How to Make Sense of the Common Prior Assumption Under Incomplete Information

Posted: 5 Oct 1999

See all articles by Giacomo Bonanno

Giacomo Bonanno

University of California, Davis - Department of Economics

Klaus Nehring

University of California, Davis - Department of Economics

Abstract

Recent contributions have questioned the meaningfulness of the Common Prior Assumption (CPA) in situations of incomplete information. We characterize the CPA in terms of the primitives (individuals' belief hierarchies) without reference to an ex ante stage. The key is to rule out "agreeing to disagree" about any aspect of beliefs. Our results also yield a generalization of single-person Bayesian updating to situations without perfect recall. The entire analysis is carried out locally at the "true state", using beliefs only, rather than beliefs-plus-knowledge. We discuss the role of truth assumptions on beliefs for a satisfactory notion of the CPA, and point out an important conceptual discontinuity between the case of two and many individuals.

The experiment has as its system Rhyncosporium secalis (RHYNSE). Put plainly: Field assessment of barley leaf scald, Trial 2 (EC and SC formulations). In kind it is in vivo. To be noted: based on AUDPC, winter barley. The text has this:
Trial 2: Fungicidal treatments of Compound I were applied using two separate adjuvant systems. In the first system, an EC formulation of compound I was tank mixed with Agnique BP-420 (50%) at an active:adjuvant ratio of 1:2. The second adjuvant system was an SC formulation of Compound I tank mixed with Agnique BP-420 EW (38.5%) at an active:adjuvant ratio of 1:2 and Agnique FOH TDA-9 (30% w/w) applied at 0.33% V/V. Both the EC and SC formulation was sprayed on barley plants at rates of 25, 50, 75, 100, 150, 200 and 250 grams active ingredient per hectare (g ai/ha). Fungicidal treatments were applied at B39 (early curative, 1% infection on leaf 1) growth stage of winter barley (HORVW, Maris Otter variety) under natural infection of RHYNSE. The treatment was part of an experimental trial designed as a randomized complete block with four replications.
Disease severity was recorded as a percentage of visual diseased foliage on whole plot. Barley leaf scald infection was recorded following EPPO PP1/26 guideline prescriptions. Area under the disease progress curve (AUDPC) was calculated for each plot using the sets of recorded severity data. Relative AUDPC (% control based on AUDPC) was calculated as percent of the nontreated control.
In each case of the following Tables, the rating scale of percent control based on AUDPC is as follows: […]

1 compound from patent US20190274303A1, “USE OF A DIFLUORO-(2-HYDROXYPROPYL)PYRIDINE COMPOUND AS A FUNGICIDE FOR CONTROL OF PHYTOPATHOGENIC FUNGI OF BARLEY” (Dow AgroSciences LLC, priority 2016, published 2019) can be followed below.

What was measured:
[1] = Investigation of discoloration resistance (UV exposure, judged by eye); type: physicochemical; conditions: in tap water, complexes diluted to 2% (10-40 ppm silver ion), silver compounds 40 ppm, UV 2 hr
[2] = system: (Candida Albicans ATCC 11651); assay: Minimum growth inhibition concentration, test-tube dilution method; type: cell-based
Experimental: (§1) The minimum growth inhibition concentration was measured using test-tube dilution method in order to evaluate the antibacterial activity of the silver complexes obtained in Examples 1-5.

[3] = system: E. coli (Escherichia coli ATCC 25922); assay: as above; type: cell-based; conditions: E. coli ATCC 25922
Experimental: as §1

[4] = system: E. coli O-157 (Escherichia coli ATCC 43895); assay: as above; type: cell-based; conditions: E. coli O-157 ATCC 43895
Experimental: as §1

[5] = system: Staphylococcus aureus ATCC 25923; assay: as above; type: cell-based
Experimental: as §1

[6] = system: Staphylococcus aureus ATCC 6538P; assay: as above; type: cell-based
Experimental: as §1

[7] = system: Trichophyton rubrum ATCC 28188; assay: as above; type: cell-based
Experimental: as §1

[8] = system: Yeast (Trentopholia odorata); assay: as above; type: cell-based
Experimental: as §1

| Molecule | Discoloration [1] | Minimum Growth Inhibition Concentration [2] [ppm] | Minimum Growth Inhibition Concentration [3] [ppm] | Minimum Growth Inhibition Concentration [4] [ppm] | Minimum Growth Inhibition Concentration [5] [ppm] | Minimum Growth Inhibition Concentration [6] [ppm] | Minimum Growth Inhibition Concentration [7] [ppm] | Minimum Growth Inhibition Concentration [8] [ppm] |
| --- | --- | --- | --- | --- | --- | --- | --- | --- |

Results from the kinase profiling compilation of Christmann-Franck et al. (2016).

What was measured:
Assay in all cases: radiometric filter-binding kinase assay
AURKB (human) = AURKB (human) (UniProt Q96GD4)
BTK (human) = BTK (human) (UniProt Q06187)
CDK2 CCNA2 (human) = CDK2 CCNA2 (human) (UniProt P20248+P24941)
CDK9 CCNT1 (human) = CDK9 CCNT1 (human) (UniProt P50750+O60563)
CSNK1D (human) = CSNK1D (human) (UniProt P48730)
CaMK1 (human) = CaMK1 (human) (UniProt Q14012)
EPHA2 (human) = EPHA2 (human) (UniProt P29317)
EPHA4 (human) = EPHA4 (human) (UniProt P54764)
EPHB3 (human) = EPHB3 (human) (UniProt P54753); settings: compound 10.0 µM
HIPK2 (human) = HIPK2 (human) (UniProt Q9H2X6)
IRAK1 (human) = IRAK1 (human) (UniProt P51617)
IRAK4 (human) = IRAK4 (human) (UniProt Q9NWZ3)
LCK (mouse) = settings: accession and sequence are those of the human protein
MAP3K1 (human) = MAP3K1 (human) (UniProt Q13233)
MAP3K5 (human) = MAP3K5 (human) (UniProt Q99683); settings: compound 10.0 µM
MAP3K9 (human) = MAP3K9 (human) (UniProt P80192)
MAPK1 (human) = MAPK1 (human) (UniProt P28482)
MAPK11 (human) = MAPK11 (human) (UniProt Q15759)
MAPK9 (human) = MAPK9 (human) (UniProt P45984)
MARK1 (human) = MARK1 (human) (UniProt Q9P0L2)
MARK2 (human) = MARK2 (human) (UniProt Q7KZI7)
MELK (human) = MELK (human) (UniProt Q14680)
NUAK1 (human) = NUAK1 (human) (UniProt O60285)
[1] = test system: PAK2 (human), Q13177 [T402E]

JEL Classification: C70

Suggested Citation

Bonanno, Giacomo F. and Nehring, Klaus, How to Make Sense of the Common Prior Assumption Under Incomplete Information. International Journal of Game Theory, Vol. 28, Iss. 3, August 1999. Available at SSRN: https://ssrn.com/abstract=176572

Giacomo F. Bonanno (Contact Author)

University of California, Davis - Department of Economics ( email )

One Shields Drive
Davis, CA 95616-8578
United States
916-752-1574 (Phone)
916-752-9382 (Fax)

Klaus Nehring

University of California, Davis - Department of Economics ( email )

One Shields Drive
Davis, CA 95616-8578
United States
916-752-3379 (Phone)
916-752-9382 (Fax)

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